Quarterly Commentary - Virtus InfraCap MLP ETF



Market Overview

Returns in the midstream master limited partnership (MLP) sector

outperformed returns in the broad stock market in the second quarter

of 2022. During the quarter, the Alerian MLP Infrastructure Index

(Benchmark Index) was down 7.96% while the S&P 500® Index was

down 16.11%.

The domestic macroeconomic outlook was a function of an international

war, rising interest rates, persistently high commodity prices, and a

heightened sensitivity to inflation. High inflation data, low unemployment

rates, large wage gains, and tailwinds from businesses reopening

and increased travel have all supported the rationale behind interest

rate hikes and quantitative tightening. Despite geopolitical risks,

the predominate market risk is the impact of the Federal Reserve’s

(Fed) conclusion of its asset purchase program (liquidity risk) and

subsequently whether it sticks to its targeted rate hikes plan in 2022

(impact on valuation, liquidity, and growth). We still believe the Fed

has lost control over inflation and forecast that true run-rate inflation

is currently over 10%. In contrast to the past decade, the Fed has

transitioned to a predominately hawkish focus on reducing inflation.

Nonetheless, Russian sanctions and tensions from the Ukraine-Russia

War led to historically high commodity prices, which have remained

elevated. Demand for LNG (Liquified natural gas) exports increased

substantially in Europe as Russian gas exports were halted. During

the year, WTI crude oil rose 40.62% while natural gas and natural gas

liquid prices rose 45.42% and 16.24%, respectively.

Many midstream companies implemented measures during the

previous quarters to protect their balance sheets with cost-saving

initiatives and cancellations or reductions to capital spending.

Midstream free cash flow has progressively grown, and free cash

flow after distributions has recently moved positive. Therefore,

companies have transitioned to paying down debt and, in the case

of larger midstream companies, instituted share buybacks to return

cash opportunistically. Share repurchases and incremental dividend

increases should help close the valuation gap between private

market value and public market value. We believe these activities

by management will help midstream companies successfully operate

during periods of volatile energy prices.


How The Fund Performed

During the second quarter, the Fund had a net return of -9.66%. This

compares to a net return of -7.96% for the Fund’s Benchmark Index.

During the last twelve months, the Fund had a net return of -0.28%

compared to the Benchmark Index return of 3.76%.

The Fund’s most recent distribution was $0.22 per share, while NAV per

share at quarter-end was $26.57. At the end of the quarter, the Fund’s

30-day SEC Yield1

was 10.66%. This annualized figure reflects the MLP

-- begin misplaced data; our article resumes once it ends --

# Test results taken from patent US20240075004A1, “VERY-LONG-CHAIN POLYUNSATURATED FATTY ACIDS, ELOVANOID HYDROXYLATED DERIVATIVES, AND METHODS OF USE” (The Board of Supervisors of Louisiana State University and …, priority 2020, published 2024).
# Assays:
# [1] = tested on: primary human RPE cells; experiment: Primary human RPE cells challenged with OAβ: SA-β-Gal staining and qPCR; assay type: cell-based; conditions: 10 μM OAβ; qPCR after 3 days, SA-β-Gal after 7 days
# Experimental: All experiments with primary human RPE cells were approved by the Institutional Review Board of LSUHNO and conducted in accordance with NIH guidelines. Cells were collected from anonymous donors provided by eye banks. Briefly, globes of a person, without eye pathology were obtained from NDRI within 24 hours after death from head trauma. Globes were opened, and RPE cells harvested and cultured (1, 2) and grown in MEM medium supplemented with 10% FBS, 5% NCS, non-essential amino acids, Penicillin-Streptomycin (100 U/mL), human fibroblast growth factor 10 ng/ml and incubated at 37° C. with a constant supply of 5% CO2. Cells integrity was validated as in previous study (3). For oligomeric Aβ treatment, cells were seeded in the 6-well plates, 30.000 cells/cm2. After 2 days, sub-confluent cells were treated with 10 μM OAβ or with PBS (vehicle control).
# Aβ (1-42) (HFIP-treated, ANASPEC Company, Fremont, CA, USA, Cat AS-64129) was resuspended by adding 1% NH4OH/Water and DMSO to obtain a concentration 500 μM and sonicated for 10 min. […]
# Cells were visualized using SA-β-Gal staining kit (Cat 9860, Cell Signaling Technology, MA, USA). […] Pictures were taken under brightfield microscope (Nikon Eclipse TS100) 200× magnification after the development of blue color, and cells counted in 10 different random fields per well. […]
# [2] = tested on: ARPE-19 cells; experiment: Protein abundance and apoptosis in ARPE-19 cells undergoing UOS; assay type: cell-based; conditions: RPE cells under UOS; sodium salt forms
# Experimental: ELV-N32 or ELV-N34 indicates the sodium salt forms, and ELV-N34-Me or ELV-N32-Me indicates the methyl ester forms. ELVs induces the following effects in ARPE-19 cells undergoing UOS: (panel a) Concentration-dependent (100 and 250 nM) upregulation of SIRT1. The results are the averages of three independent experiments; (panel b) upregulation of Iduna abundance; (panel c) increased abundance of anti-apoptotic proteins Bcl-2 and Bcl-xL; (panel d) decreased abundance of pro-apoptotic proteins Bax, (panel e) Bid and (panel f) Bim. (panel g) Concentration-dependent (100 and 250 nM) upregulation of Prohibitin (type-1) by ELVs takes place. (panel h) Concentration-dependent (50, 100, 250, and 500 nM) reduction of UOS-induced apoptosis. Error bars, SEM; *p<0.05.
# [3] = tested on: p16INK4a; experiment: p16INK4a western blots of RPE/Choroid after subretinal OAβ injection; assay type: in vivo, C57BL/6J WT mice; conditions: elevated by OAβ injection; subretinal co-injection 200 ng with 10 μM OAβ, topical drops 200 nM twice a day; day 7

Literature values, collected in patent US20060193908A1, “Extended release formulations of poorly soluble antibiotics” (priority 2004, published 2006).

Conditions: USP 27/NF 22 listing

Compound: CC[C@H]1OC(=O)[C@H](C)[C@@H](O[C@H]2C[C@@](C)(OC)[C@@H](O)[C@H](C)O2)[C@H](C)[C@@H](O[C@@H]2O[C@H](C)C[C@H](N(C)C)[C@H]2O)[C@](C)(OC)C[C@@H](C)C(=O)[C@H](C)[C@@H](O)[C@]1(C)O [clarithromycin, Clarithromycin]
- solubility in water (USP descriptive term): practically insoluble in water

distributions and dividends received during the period, after the deduction

of Fund expenses.


Portfolio Changes

We decreased our relative position in Hess Midstream (HESM). We

increased our position in Energy Transfer LP (ET) and Western Midstream

Partners LP (WES). We utilized proceeds to reallocate toward higher

conviction names. Regarding HESM, we decreased our position in response

to the dilutive Sinclair transaction, guidance cuts, and continued questions

surrounding the parent-sponsor relationship between HES and HESM. We

increased our positions in ET and WES as they stand to benefit more from

rising commodity prices or LNG export demand.


Outlook

We continue to monitor geopolitical tensions rising from the UkraineRussia War and the subsequent impact on already-elevated commodity

prices. Combined with other factors, such as OPEC+ induced supply

changes, macroeconomic factors related to infrastructure spending and

Fed policy, OPEC’s continued caution on adding barrels to the market,

and disciplined domestic E&P budgets, we expect upward price

pressure on commodities and $100-120 oil prices in 2022. After a

period of capital discipline from U.S. oil and gas producers, investors will

be gauging the balance of OPEC returning barrels, an increasing U.S. rig

count, and oil demand recovery in a normalizing environment despite

the pandemic.

A key focus for the remainder of 2022 will be the current energy crisis

impacting much of Europe. In the fourth quarter of 2021, European gas

futures averaged more than six times what they were in the same period

of 2020 and European utility companies are currently struggling to meet

their commitments. The situation signals a need for additional U.S. gas

production and LNG infrastructure to support this energy demand.

In the second half of 2022, we expect midstream companies to continue

transitioning to share buybacks and modest distribution growth. We have

seen considerable consolidation in the upstream sector and anticipate

that the recent uptick in domestic rigs will show up in 2022 production.

We continue to be positioned to take advantage of M&A activity that we

consider likely to occur soon. In addition, proposed increases in corporate

taxes will decrease the advantages of MLP C-Corp conversions.


For full commentary, portfolio details and charts, go to: Quarterly Commentary - Virtus InfraCap MLP ETF

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